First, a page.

One in 4 children globally will live in areas of extremely high water stress by 2040

ISLAMABAD :United Nations Children’s Fund (UNICEF) is in process of launching Water Security for All initiative, aimed at ensuring every child has an access to sustainable and climate-resilient water services, revealed by UNICEF analysis report issued on Thursday.

The other objective of this Initiative is to mobilize resources, partnerships, innovation and global response to identified hotspots where the need for safe, resilient and sustainable water, sanitation and hygiene services is the greatest and most urgent.

The UNICEF revealed that more than 1.42 billion people including 450 million children across the world live in areas of high, or extremely high, water vulnerability. This means that 1 in 5 children worldwide do not have enough water to meet their everyday needs.

The new released analysis – part of Water Security for All initiative – identifies areas where physical water scarcity risks overlap with poor water service levels.

As per details, communities living in these areas depend on surface water, unimproved sources, or water which can take more than 30 minutes to collect. “The world’s water crisis is not simply coming, it is here, and climate change will only make it worse. Children are the biggest victims,” UNICEF Executive Director Henrietta Fore said.

According to UNICEF, when wells dry-up, children are the ones missing school to fetch water while when droughts diminish food supplies, children suffer from malnutrition and stunting. Similarly, when floods hit, children fall ill from waterborne illnesses and when water resources decline, children cannot wash their hands to fight off diseases.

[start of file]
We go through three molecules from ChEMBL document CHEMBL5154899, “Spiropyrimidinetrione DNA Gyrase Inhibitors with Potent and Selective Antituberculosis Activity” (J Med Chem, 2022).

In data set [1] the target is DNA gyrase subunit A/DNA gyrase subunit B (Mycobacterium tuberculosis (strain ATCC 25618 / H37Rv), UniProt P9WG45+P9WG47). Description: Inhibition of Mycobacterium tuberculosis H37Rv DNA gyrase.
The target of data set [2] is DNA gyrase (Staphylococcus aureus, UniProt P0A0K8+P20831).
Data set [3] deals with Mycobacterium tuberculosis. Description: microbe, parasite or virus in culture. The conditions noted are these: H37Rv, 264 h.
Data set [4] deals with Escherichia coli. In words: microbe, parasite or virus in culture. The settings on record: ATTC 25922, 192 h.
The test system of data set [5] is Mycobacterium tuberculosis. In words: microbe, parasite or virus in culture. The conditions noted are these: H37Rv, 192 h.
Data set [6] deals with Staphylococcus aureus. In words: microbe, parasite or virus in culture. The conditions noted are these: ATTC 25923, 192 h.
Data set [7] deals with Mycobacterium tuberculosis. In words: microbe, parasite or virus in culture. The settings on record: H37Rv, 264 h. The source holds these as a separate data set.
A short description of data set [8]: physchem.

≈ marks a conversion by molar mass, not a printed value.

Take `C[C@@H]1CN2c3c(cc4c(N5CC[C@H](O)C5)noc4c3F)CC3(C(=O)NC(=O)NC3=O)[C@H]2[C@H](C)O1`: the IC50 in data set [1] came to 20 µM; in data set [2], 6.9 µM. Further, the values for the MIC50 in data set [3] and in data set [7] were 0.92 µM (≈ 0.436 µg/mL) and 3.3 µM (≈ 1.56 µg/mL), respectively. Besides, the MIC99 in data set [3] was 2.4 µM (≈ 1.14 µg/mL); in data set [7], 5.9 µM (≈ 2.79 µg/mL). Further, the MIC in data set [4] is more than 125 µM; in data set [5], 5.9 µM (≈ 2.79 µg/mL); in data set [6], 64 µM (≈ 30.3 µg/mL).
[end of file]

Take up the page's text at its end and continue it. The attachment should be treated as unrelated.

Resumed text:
The analysis showed that children in more than 80 countries live in areas with high or extremely high water vulnerability. Eastern and Southern Africa has the highest proportion of children living in such areas, with more than half of children – 58 per cent – facing difficulty accessing sufficient water every day. It is followed by West and Central Africa (31 per cent), South Asia (25 per cent), and the Middle East (23 per cent).

South Asia is home to the largest number of children living in areas of high or extremely high water vulnerability – more than 155 million children.

Children in 37 ‘hotpot countries face especially dire circumstances in terms of absolute numbers, the proportions of children affected, and where global resources support and urgent action must be mobilized. This list includes Afghanistan, Burkina Faso, Ethiopia, Haiti, Kenya, Niger, Nigeria, Pakistan, Papua New Guinea, Sudan, Tanzania and Yemen.

In addition to rapid population growth, urbanization, water misuse and mismanagement, climate change and extreme weather events also reduce available quantities of safe water, exacerbating water stress. According to UNICEF previous report, almost 1 in 4 children globally will live in areas of extremely high water stress by 2040.

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